• Keyword variations – Variations of your focus keyword that you can use instead of repeating it verbatim in your copy. For example, a search engine algorithm can interpret “writing a blog” and “blog writing” as virtually identical when retrieving results. 
  • Seed keywords – short, broad-topic keywords you might use to find inspiration for higher-performing ones. An example would be “coffee” which you could then use to find longer ones like “coffee shop near me” or “best coffee in NJ” (Hint: that one’s Perk Cafe). 
  • Long-Tail keywords: Keywords that are 3 or more words that are designed to match specific user searches like “How to repair your dishwasher at home.” 
  • Branded keywords: Your brand is its own keyword! If you’re not owning it with your content, your competitors might be. 

Keyword Research Tools

There exist a number of great keyword research tools to use when developing content ideas. You can choose from a variety of paid and free options. 

With these tools, you can enter a keyword into a search field and gauge its performance potential, discover real search terms related to that keyword, and ideas for variants. This allows you to plan your content around ones that you have a better chance to rank for organically. 

Our personal favorite premium tools are Ahrefs and SEMrush for their immense data reporting capabilities. If you prefer to start keyword researching with a free tool, try Google Keyword Planner. Though mostly used for Paid Search campaigns, this alternative can help you understand the basics as you’re venturing into SEO writing. 

What Makes a “Good” Keyword? 

When researching keywords, you should look for one with high organic ranking potential. This means it has a low keyword difficulty and a high search volume. Strive to use focus keywords with a score under 40 and an organic search volume of over 600.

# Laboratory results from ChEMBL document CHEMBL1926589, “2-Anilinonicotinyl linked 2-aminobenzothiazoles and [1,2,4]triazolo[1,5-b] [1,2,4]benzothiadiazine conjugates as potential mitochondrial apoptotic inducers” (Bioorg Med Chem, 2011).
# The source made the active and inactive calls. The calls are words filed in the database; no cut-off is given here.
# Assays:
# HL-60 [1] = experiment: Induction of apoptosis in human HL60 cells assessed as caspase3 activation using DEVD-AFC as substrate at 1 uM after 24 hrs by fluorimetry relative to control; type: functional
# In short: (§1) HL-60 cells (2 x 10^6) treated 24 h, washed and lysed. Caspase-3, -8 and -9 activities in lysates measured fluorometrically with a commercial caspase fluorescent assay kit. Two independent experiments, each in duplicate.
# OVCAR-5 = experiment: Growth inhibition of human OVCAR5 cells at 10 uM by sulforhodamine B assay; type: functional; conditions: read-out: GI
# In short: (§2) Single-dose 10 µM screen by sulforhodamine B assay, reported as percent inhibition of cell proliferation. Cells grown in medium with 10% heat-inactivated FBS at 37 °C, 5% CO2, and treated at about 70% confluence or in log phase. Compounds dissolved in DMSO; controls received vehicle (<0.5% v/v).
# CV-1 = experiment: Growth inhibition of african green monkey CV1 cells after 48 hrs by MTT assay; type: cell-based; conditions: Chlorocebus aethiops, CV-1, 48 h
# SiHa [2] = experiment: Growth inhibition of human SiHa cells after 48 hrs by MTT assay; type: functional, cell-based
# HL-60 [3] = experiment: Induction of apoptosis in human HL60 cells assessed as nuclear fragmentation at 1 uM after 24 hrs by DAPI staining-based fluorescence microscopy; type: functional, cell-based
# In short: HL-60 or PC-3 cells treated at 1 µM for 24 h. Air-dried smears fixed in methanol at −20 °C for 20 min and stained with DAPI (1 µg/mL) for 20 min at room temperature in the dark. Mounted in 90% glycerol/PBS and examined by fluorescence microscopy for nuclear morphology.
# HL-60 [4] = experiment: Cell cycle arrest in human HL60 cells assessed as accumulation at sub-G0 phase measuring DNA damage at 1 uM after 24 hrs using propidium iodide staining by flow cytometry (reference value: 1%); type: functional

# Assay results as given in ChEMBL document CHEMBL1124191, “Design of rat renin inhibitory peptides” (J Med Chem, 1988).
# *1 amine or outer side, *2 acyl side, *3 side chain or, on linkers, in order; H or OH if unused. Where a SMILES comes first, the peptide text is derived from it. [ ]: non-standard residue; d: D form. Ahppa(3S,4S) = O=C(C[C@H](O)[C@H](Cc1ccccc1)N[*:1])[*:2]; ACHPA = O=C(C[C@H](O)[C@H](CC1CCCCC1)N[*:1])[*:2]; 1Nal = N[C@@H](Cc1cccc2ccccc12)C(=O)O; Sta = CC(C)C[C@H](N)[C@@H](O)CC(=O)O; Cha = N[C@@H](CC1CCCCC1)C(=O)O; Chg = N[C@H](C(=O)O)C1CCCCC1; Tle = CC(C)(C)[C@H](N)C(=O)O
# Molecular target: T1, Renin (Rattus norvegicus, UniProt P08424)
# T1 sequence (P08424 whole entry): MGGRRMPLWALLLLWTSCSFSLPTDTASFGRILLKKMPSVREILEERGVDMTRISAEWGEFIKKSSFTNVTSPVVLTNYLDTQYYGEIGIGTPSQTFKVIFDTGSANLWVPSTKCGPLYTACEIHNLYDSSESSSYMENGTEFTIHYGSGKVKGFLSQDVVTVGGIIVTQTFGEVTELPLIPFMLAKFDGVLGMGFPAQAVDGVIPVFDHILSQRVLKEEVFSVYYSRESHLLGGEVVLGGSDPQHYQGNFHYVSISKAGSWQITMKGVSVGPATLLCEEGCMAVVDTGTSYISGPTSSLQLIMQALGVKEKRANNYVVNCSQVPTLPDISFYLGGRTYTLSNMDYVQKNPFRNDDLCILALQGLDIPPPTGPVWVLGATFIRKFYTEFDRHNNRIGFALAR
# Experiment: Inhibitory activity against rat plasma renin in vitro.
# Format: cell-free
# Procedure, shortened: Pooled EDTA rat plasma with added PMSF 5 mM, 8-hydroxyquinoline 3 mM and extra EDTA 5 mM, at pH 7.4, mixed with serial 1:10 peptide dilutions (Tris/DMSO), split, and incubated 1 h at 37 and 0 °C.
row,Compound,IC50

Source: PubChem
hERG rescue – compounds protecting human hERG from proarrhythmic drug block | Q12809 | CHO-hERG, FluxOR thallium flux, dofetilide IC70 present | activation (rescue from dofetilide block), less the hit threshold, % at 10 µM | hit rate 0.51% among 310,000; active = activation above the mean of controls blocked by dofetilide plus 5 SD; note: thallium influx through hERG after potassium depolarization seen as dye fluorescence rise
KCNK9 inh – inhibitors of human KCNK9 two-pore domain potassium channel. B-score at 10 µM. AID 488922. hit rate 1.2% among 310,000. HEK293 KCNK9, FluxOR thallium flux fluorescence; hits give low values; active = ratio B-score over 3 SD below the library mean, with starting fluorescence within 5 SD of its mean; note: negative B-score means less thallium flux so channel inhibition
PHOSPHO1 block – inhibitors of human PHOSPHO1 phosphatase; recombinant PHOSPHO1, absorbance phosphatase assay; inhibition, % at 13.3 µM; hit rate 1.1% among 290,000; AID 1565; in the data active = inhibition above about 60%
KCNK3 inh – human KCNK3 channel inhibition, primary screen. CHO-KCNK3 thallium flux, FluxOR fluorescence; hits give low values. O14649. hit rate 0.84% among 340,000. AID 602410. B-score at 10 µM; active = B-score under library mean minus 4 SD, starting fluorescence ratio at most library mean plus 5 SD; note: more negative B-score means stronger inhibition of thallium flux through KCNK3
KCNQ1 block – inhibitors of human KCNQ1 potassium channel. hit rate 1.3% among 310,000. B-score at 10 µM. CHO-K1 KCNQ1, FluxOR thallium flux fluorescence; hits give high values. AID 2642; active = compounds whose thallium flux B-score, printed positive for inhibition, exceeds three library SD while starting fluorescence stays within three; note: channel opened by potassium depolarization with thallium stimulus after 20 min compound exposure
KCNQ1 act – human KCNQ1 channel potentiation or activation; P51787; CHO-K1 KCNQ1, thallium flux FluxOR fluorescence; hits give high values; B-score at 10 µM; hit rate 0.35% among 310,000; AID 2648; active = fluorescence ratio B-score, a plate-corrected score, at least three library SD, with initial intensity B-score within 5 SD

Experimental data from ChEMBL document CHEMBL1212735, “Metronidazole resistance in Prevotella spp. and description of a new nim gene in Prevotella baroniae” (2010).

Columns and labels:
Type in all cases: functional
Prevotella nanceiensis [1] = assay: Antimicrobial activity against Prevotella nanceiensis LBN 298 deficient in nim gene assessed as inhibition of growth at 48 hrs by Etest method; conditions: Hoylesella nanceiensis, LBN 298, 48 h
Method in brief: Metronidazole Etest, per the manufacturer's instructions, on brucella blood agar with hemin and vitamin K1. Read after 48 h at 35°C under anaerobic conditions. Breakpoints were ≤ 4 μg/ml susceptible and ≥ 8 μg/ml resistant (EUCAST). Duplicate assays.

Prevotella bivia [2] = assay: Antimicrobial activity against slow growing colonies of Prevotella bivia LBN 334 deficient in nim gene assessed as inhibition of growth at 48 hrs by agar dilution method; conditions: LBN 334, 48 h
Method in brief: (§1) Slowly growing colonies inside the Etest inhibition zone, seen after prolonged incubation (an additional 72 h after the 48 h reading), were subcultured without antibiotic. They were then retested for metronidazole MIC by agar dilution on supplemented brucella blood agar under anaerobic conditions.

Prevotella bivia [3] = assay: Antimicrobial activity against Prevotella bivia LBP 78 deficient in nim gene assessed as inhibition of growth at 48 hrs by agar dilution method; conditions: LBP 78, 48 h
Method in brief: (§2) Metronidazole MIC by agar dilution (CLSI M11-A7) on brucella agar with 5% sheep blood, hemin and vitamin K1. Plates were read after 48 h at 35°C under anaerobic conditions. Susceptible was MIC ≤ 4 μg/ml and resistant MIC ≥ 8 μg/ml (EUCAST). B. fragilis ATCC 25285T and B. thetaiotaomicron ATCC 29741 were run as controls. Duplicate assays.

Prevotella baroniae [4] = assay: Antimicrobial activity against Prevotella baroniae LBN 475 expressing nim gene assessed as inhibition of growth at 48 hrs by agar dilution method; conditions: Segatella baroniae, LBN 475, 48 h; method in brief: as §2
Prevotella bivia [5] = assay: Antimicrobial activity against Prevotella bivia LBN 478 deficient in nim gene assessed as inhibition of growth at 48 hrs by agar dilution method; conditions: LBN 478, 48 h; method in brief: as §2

Writing Content Others Want to Link Back To

As important as using the right keywords, you also want to write content that others will link to. Create copy that is informative, entertaining, and relevant to your target readers to help increase the likelihood of generating more links from websites. 

When another website links to your own, that is called a “backlink,” and the more that you have from relevant other sites, the more credible search engines view you. If you have accrued a large amount of “toxic” backlinks from spammy or un-secure websites, you can manually disavow them with search engines so that you are not penalized. 

Content Writing Framework

Okay, we’ve made it. Time to actually write some SEO content. 

Start with Creating an Outline

Create a bulleted outline that details the blog or page title, the content’s primary message, and the headings that you will feature on each page. Under each heading, jot down the key points for that section and plan to fill that in with full sentences when it’s time to execute! 

Ensure Your Focus Keyword Covers all Technical Elements without Stuffing